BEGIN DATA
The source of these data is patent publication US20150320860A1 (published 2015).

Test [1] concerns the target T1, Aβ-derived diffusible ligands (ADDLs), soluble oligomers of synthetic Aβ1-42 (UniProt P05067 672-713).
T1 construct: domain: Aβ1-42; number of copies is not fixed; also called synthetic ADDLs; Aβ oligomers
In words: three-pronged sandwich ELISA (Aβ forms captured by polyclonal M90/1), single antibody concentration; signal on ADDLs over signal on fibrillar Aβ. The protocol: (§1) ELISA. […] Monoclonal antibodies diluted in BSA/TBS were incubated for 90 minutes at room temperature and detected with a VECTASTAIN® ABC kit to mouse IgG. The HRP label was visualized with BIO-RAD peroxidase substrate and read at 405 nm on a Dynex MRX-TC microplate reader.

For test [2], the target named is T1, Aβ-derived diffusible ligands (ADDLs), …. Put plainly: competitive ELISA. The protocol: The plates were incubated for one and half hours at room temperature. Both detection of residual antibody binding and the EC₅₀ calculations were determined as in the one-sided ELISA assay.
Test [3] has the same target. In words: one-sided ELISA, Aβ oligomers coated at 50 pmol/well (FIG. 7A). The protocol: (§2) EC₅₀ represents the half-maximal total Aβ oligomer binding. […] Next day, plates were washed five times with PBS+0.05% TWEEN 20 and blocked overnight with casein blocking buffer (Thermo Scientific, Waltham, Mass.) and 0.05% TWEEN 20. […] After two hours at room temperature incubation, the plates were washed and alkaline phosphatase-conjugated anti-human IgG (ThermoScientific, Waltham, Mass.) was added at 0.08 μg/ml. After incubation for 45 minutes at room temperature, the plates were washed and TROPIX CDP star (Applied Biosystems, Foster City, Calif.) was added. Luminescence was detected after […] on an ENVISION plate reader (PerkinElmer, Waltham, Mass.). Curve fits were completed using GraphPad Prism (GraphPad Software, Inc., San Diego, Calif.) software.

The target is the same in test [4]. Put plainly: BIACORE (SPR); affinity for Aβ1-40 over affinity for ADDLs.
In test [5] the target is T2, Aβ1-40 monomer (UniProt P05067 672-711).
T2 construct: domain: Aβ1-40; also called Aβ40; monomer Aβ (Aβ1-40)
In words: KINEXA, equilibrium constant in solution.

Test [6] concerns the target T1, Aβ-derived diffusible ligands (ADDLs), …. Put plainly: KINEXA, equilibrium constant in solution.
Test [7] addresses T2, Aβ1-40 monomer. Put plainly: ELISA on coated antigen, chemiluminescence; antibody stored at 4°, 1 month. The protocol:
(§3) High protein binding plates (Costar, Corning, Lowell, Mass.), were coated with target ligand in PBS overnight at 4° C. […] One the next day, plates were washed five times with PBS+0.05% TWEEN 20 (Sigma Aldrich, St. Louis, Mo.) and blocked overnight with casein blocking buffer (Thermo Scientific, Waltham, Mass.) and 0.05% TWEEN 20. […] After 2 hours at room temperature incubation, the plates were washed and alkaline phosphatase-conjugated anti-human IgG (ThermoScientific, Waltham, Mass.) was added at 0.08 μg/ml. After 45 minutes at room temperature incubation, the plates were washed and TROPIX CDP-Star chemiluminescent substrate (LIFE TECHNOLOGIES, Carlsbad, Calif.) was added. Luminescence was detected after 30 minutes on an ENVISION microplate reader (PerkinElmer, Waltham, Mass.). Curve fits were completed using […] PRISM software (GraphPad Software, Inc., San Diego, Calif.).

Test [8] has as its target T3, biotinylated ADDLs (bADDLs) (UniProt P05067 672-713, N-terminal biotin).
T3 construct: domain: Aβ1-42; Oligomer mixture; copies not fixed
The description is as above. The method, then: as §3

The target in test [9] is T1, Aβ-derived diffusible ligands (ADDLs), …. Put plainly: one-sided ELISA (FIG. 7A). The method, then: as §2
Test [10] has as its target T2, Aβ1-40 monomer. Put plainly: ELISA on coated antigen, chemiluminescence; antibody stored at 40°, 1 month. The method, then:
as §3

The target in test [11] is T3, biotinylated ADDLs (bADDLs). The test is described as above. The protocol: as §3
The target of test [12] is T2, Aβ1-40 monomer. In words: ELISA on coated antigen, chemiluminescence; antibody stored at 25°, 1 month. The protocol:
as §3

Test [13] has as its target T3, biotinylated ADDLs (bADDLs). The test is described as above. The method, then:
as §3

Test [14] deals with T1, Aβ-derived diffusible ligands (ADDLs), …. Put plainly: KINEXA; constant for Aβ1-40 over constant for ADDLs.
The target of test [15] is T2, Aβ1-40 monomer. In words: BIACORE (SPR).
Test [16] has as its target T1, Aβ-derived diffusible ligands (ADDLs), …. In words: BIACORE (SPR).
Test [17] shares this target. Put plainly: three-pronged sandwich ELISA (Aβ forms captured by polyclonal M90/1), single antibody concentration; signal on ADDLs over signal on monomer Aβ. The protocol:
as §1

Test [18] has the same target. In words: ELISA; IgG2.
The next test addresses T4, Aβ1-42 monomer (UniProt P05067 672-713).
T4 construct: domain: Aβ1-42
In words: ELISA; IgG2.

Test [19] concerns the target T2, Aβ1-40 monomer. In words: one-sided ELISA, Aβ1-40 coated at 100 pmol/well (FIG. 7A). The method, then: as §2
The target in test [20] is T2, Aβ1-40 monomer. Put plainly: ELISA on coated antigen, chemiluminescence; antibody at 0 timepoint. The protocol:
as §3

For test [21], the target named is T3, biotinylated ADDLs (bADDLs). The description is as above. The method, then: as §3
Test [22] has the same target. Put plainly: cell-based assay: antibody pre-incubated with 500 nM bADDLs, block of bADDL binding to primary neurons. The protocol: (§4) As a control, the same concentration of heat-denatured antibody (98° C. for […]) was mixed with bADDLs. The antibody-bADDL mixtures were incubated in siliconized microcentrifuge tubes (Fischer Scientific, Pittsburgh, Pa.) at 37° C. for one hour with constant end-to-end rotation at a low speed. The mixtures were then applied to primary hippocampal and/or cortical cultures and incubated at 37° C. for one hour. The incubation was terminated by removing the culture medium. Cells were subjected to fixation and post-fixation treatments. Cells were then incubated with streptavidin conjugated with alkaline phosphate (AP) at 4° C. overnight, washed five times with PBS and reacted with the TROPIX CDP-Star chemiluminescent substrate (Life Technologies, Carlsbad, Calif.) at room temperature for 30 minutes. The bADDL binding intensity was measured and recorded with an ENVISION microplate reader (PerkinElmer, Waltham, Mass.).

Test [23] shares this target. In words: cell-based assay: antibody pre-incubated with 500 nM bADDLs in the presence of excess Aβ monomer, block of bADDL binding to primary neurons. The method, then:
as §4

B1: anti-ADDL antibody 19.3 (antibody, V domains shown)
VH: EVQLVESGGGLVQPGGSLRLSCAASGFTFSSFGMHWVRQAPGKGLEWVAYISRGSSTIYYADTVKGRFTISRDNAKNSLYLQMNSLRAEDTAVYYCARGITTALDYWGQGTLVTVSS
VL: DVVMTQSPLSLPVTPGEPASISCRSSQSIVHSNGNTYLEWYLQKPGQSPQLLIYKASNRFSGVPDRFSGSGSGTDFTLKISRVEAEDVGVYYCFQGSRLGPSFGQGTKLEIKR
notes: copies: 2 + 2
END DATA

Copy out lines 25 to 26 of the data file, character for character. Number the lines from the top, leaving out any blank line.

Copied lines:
Test [14] deals with T1, Aβ-derived diffusible ligands (ADDLs), …. Put plainly: KINEXA; constant for Aβ1-40 over constant for ADDLs.
The target of test [15] is T2, Aβ1-40 monomer. In words: BIACORE (SPR).